Effort matters, sure, but mostly surprise comes from caring enough about your audience that you're willing to fail in your effort to redefine what they expect from you. The vulnerability and intimacy that come from that leap are at the heart of what people talk about.
Don't teach your students as if they are a monolithic population of learners. They learn differently, they have different goals, different skills, different backgrounds.
Don't sell to your customers as if they are a fungible commodity, a walking ATM waiting for you to punch. Six of one are not like half a dozen of the other. They tell themselves different stories, have different needs and demand something different from you.
Different voters, different donors, different employees–we have the choice to treat them as individuals. Not only do they need different things, but they offer differing amounts of value to you and to your project. The moment your policy interferes with their uniqueness, the policy has cost you something.
We used to have no choice. There was only one set of data for the student body, one way to put things on the shelf of the local market, one opportunity to talk to the entire audience…
One of the biggest unfilled promises of the digital age is the opportunity to go beyond demographics and census data. Personalization wasn't supposed to be a cleverly veiled way to chase prospects around the web, showing them the same spammy ad for the same lame stuff as everyone else sees. No, it is a chance to differentiate at a human scale, to use behavior as the most important clue about what people want and more important, what they need.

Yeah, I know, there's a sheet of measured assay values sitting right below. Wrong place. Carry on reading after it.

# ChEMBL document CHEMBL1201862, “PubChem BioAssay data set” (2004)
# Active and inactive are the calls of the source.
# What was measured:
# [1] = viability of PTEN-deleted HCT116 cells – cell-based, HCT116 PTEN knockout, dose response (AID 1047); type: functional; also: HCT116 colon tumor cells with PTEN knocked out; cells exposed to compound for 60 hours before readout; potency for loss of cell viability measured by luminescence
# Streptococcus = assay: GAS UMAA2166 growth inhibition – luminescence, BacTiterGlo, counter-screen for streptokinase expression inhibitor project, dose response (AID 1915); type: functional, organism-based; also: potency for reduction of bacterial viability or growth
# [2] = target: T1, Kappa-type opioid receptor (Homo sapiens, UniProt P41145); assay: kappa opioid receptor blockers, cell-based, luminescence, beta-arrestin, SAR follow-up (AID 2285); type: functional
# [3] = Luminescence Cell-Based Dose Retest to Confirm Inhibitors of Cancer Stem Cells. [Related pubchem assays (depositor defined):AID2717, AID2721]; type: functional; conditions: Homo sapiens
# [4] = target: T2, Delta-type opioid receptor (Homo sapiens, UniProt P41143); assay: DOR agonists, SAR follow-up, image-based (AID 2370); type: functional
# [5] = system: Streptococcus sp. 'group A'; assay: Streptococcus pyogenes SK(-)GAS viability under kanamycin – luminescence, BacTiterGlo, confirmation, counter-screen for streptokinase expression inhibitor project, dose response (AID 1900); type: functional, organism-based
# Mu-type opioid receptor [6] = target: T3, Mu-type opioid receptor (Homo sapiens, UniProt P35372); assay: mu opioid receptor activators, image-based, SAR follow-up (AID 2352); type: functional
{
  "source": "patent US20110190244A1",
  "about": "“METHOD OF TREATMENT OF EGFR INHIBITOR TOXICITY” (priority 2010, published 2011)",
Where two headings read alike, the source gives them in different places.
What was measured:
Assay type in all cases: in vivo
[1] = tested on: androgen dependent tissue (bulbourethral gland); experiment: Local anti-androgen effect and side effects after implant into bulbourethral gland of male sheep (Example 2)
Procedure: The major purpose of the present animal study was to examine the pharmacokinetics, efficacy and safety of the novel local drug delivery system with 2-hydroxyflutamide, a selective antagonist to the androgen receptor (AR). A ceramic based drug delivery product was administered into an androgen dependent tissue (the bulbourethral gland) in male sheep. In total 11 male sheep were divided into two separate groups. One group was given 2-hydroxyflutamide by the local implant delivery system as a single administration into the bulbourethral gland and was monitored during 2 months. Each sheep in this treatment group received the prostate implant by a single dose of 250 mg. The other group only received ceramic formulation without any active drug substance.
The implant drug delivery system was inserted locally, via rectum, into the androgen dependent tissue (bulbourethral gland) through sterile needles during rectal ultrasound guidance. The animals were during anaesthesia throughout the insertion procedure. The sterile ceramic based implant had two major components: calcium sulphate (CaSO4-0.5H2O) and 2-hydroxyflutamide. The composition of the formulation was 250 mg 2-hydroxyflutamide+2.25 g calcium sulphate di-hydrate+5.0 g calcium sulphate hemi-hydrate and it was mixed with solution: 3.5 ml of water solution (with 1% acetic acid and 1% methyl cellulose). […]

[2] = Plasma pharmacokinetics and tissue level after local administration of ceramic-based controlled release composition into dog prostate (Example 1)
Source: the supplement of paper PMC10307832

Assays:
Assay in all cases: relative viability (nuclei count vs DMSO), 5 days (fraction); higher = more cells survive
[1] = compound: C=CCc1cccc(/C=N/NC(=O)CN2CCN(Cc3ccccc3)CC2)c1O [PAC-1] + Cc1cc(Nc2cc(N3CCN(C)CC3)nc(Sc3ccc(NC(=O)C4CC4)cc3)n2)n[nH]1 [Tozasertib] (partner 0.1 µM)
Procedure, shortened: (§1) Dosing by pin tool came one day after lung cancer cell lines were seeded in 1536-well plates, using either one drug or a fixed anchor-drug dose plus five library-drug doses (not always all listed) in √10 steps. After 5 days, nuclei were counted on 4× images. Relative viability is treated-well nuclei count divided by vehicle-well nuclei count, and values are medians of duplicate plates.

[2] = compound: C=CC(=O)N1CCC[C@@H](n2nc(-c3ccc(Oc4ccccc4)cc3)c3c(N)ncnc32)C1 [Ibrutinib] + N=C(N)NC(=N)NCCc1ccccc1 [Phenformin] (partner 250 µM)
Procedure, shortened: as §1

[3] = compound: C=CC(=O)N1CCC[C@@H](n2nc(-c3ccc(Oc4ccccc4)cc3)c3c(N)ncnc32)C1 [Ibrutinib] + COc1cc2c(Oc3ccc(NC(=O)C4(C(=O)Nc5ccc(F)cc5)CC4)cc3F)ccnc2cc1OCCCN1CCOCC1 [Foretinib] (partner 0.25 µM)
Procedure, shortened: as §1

It's a no-brainer to treat the quarterback of the football team differently from the head of the chess club. We treat our bank's biggest investor with more care than someone who merely wants to trade in a bag of pennies. Instead of reserving this special treatment for a few outliers, though, we ought to consider what happens if we offer it to all of those we value.
The long tail of everything means that there's something for everyone–a blog to read, a charity to donate to, a skill to learn. When you send everyone the same email, demand everyone learn from the same lesson plan or try to sell everyone the same service, you've missed it.